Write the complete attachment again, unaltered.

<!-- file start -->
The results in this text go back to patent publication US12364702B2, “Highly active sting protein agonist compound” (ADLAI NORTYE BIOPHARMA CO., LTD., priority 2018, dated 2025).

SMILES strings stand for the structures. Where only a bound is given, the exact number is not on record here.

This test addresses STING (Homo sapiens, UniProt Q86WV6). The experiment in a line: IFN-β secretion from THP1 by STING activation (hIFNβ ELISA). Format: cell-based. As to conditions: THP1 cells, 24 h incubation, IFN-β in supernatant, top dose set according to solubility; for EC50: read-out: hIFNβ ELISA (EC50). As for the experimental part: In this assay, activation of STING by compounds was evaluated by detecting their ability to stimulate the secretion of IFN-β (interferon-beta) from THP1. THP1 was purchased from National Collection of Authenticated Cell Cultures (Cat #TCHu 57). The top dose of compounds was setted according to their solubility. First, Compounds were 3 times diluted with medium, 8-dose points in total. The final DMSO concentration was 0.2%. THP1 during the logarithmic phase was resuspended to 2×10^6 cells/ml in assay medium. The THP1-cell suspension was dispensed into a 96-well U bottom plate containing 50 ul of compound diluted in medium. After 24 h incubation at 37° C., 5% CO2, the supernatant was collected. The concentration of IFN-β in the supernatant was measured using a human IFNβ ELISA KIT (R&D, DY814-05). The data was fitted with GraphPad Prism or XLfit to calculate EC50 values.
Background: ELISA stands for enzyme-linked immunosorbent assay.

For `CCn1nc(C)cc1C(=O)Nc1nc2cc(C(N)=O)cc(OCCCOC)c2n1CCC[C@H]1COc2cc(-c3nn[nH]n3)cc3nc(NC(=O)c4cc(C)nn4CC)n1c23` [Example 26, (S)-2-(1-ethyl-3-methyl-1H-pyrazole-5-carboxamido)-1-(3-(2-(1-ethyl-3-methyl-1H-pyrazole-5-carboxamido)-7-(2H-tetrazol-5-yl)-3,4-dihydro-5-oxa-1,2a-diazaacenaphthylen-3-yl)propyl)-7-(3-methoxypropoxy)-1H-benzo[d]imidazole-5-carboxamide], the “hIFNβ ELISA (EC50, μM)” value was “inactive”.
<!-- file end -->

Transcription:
The results in this text go back to patent publication US12364702B2, “Highly active sting protein agonist compound” (ADLAI NORTYE BIOPHARMA CO., LTD., priority 2018, dated 2025).

SMILES strings stand for the structures. Where only a bound is given, the exact number is not on record here.

This test addresses STING (Homo sapiens, UniProt Q86WV6). The experiment in a line: IFN-β secretion from THP1 by STING activation (hIFNβ ELISA). Format: cell-based. As to conditions: THP1 cells, 24 h incubation, IFN-β in supernatant, top dose set according to solubility; for EC50: read-out: hIFNβ ELISA (EC50). As for the experimental part: In this assay, activation of STING by compounds was evaluated by detecting their ability to stimulate the secretion of IFN-β (interferon-beta) from THP1. THP1 was purchased from National Collection of Authenticated Cell Cultures (Cat #TCHu 57). The top dose of compounds was setted according to their solubility. First, Compounds were 3 times diluted with medium, 8-dose points in total. The final DMSO concentration was 0.2%. THP1 during the logarithmic phase was resuspended to 2×10^6 cells/ml in assay medium. The THP1-cell suspension was dispensed into a 96-well U bottom plate containing 50 ul of compound diluted in medium. After 24 h incubation at 37° C., 5% CO2, the supernatant was collected. The concentration of IFN-β in the supernatant was measured using a human IFNβ ELISA KIT (R&D, DY814-05). The data was fitted with GraphPad Prism or XLfit to calculate EC50 values.
Background: ELISA stands for enzyme-linked immunosorbent assay.

For `CCn1nc(C)cc1C(=O)Nc1nc2cc(C(N)=O)cc(OCCCOC)c2n1CCC[C@H]1COc2cc(-c3nn[nH]n3)cc3nc(NC(=O)c4cc(C)nn4CC)n1c23` [Example 26, (S)-2-(1-ethyl-3-methyl-1H-pyrazole-5-carboxamido)-1-(3-(2-(1-ethyl-3-methyl-1H-pyrazole-5-carboxamido)-7-(2H-tetrazol-5-yl)-3,4-dihydro-5-oxa-1,2a-diazaacenaphthylen-3-yl)propyl)-7-(3-methoxypropoxy)-1H-benzo[d]imidazole-5-carboxamide], the “hIFNβ ELISA (EC50, μM)” value was “inactive”.